Google Ads

Google to Remove Average Position Metric in Google Ads from 30th September 2019

Google to remove the average position metric and the features relating to it, by end of September.

Earlier this year, in February, Google had announced that the company is planning to retire the average position metric from the Google Ads platform. In a recent post published by the search engine giant, the company has now revealed the deadline for the removal of this metric.

When will the Average Position Metric be removed?

The metric will be no longer functional from 30th September 2019 onwards.

What is the Average Position Metric, and why is it Popular?

The average position metric has been a permanent fixture in Google Ads reports and is one of the most popular metrics for nearly two decades since the Google Ads platform debuted. As the name implies, this metric denotes the average position of an ad, as it is displayed on Google’s results page.

For instance, if the average position metric indicates a value of 3, then it means that the ad, for which the metric is used, is displayed on top of the page mostly.

However, this metric shouldn’t be taken at face value. Since this is an average position metric – the number 3 doesn’t indicate the absolute position of the ad on the results page. For instance, an ad could be displayed in a position as low as 6 for a few impressions, but it could have a higher ranking average metric like 2 or 3. So, marketers had to take this metric with a pinch of salt, but nevertheless, it was one of the most popular metrics in Google Ads.

Why is Google retiring this Metric?

Google has stated that the Average Position metric is not as relevant as it was once before. Alternatively, Google has introduced two other new metrics that give marketers and campaign managers a better picture of the prominence of ads than the average position metric.

What are the New Metrics being Introduced?

In November of last year, Google introduced two other alternative metrics that were intended as a replacement for the Average Position metric. These two new metrics are:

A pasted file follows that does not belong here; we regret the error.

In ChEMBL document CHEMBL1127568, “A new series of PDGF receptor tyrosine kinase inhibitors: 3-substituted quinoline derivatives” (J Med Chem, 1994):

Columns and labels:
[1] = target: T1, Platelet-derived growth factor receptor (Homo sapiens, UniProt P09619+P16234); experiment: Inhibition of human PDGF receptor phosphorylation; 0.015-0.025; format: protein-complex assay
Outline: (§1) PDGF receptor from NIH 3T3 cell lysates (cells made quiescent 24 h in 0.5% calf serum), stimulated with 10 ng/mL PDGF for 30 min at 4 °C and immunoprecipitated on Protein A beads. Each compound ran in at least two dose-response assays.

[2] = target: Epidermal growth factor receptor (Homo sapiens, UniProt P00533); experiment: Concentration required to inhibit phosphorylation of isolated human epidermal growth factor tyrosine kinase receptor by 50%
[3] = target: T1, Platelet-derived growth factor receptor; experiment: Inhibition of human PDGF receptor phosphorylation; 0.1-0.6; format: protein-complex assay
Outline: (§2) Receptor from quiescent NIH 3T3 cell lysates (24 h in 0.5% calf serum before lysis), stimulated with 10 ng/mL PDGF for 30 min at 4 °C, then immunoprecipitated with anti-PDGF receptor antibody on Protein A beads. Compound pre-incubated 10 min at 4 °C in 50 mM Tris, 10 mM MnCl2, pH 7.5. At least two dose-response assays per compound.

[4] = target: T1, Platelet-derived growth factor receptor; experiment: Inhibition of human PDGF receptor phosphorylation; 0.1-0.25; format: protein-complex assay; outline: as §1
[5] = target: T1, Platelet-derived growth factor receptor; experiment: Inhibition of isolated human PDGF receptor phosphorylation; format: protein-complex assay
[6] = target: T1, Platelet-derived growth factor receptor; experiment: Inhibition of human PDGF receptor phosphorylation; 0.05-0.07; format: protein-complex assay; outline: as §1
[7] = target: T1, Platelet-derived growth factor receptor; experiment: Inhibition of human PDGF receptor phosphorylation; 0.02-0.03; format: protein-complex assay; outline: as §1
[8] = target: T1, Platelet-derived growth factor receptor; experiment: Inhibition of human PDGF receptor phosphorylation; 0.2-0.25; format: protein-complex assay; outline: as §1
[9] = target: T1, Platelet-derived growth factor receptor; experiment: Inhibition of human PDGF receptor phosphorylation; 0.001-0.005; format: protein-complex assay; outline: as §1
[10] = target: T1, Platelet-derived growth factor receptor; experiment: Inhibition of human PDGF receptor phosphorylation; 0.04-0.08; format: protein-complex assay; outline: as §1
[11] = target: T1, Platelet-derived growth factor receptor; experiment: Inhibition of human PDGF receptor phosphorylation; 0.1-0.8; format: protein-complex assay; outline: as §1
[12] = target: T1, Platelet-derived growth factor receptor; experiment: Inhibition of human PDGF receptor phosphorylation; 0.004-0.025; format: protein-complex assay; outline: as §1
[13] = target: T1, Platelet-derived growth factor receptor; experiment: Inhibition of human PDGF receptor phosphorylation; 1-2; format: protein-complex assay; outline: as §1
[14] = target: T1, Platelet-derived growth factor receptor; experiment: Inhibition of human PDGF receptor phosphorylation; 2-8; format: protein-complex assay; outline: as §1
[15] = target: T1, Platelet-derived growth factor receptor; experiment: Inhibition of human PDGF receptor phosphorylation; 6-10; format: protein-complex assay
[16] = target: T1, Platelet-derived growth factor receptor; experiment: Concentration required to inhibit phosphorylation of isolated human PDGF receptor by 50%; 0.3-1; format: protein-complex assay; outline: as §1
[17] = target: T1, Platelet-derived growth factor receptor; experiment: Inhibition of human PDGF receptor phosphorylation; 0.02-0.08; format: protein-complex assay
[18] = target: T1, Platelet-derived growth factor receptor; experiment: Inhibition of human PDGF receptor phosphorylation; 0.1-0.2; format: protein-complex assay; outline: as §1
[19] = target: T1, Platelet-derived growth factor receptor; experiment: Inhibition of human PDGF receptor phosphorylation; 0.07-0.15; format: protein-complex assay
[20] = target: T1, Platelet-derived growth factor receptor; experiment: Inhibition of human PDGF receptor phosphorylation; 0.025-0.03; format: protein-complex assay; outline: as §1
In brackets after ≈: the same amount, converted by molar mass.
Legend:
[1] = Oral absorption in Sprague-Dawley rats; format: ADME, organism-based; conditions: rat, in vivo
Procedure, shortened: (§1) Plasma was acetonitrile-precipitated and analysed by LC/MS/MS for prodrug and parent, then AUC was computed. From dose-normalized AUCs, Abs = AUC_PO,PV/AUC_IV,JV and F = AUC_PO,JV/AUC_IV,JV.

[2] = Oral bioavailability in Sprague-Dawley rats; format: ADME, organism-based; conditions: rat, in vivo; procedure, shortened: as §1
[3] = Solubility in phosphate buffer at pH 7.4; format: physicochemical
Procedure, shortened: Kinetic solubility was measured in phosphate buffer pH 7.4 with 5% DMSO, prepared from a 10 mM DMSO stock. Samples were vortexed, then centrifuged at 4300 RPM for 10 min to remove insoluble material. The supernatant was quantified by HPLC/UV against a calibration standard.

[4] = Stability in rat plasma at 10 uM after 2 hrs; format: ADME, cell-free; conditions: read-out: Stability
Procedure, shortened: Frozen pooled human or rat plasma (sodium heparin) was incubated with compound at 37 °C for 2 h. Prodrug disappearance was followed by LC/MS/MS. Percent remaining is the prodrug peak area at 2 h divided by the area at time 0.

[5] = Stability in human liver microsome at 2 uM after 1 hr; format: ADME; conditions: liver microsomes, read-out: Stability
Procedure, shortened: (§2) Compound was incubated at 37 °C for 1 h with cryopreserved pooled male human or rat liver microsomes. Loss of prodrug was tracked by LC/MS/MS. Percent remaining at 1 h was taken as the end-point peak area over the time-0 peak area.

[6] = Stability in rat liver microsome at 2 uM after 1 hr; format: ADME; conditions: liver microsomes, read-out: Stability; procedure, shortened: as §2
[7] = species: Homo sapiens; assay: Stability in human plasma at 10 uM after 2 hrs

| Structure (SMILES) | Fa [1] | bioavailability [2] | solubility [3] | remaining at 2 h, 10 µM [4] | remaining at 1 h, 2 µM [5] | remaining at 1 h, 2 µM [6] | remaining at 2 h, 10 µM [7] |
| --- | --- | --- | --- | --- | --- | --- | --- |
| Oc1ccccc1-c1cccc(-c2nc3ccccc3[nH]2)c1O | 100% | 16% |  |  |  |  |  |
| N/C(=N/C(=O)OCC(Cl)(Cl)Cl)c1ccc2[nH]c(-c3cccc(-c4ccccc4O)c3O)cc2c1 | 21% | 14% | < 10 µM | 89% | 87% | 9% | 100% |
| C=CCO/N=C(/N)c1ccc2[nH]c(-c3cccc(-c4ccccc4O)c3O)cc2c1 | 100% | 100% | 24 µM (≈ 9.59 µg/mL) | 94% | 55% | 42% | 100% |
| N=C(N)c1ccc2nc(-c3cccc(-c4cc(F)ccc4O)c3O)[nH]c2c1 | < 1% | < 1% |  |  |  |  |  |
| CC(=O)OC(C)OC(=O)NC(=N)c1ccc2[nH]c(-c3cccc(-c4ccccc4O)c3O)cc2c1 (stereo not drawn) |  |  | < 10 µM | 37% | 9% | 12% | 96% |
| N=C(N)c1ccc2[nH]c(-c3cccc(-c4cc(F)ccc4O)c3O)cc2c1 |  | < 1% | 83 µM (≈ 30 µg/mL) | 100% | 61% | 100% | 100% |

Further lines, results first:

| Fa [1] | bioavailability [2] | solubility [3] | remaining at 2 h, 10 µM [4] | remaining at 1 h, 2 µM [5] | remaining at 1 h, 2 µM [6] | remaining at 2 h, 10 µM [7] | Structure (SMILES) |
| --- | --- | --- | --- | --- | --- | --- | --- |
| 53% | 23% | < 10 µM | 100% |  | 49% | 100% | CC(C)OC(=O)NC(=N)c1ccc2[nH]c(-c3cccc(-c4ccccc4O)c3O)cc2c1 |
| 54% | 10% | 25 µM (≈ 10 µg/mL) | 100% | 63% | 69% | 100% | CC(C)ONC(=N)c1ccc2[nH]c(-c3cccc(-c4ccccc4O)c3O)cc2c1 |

• Impression Percentage (Absolute Top) – This metric gives the percentage of impressions, for which an ad is displayed on the absolute top of the page (at position No.1)
  • Impression Percentage (Top) – This metric gives the percentage of impressions, for which an ad is displayed on the top of the page (positions No.1 to 3)

Image via Google

The above image shows the absolute top and top positions that are measured using this metric. Here’s how to interpret these two new metrics.

  • Receiving 75% on the absolute top metric indicates an ad occupies the top ranking for 75% of the impressions.
  • On the other hand, scoring 75% on the top metric indicates that an ad occupies any one of the top 3 positions 75% of the time.

How do the New Metrics Impact Google Ad Users?

Google has announced clearly that it’s retiring the old Average Position metric and it won’t be available after 30th September.

One of the biggest benefits of the new metrics is that it doesn’t use averages. The biggest drawback of the average position metric is that the results were skewed and it was difficult for marketers to determine the actual position of ads accurately.

The new metrics give a clearer picture on the actual placement of an ad, rather than the average numbers. This is a crucial advantage for marketers to refine their ad strategies and bids.

How does this change Impact Digital Marketers?

Digital marketers have to adopt the two new metrics. Also, digital marketers have to review scripts that use the average position metric and rework on these scripts to ensure that it continues working as intended, without the old metric.

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